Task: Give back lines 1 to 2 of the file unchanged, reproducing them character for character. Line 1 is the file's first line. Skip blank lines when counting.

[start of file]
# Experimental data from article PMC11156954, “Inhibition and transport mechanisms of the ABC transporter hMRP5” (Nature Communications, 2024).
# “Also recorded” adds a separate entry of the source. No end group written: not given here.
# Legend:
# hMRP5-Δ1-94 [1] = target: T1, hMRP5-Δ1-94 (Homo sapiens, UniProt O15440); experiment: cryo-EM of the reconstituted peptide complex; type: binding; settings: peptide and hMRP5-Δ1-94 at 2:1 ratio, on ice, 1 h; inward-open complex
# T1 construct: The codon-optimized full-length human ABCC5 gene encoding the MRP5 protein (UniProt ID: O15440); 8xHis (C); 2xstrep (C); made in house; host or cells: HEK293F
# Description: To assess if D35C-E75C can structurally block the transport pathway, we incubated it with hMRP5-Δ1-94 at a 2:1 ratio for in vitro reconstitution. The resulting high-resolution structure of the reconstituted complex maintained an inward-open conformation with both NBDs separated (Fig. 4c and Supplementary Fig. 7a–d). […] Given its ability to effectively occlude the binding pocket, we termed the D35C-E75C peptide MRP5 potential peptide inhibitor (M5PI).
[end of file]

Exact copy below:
# Experimental data from article PMC11156954, “Inhibition and transport mechanisms of the ABC transporter hMRP5” (Nature Communications, 2024).
# “Also recorded” adds a separate entry of the source. No end group written: not given here.